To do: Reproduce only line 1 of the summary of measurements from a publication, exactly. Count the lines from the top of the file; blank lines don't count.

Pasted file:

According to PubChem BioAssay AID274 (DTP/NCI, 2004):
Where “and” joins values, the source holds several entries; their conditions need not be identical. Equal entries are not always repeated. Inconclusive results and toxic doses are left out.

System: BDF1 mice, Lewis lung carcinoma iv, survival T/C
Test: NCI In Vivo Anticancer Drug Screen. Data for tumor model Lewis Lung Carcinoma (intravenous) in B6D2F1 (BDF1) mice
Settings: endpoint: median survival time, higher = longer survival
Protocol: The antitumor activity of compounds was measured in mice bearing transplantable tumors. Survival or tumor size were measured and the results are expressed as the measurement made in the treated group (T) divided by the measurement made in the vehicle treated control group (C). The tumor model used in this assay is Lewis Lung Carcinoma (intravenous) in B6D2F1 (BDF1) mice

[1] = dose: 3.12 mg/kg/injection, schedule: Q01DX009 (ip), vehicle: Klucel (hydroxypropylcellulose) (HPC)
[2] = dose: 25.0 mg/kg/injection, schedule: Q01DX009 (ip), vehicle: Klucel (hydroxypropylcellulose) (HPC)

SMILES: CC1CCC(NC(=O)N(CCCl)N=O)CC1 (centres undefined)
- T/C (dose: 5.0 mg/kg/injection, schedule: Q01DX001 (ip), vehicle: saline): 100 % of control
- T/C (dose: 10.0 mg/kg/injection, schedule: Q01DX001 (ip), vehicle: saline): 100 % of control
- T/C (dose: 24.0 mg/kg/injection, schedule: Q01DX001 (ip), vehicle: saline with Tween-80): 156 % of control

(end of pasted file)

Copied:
According to PubChem BioAssay AID274 (DTP/NCI, 2004):